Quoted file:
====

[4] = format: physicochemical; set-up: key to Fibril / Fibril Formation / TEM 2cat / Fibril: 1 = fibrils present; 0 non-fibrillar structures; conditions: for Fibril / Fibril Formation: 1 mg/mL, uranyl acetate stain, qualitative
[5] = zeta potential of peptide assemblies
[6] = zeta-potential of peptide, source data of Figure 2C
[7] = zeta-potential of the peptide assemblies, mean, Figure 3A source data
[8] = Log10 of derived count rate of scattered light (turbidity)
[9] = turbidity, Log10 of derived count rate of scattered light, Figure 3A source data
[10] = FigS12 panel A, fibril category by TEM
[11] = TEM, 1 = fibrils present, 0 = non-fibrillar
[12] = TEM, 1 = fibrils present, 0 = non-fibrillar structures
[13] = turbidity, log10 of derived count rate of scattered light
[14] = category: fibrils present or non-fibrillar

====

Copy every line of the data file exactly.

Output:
[4] = format: physicochemical; set-up: key to Fibril / Fibril Formation / TEM 2cat / Fibril: 1 = fibrils present; 0 non-fibrillar structures; conditions: for Fibril / Fibril Formation: 1 mg/mL, uranyl acetate stain, qualitative
[5] = zeta potential of peptide assemblies
[6] = zeta-potential of peptide, source data of Figure 2C
[7] = zeta-potential of the peptide assemblies, mean, Figure 3A source data
[8] = Log10 of derived count rate of scattered light (turbidity)
[9] = turbidity, Log10 of derived count rate of scattered light, Figure 3A source data
[10] = FigS12 panel A, fibril category by TEM
[11] = TEM, 1 = fibrils present, 0 = non-fibrillar
[12] = TEM, 1 = fibrils present, 0 = non-fibrillar structures
[13] = turbidity, log10 of derived count rate of scattered light
[14] = category: fibrils present or non-fibrillar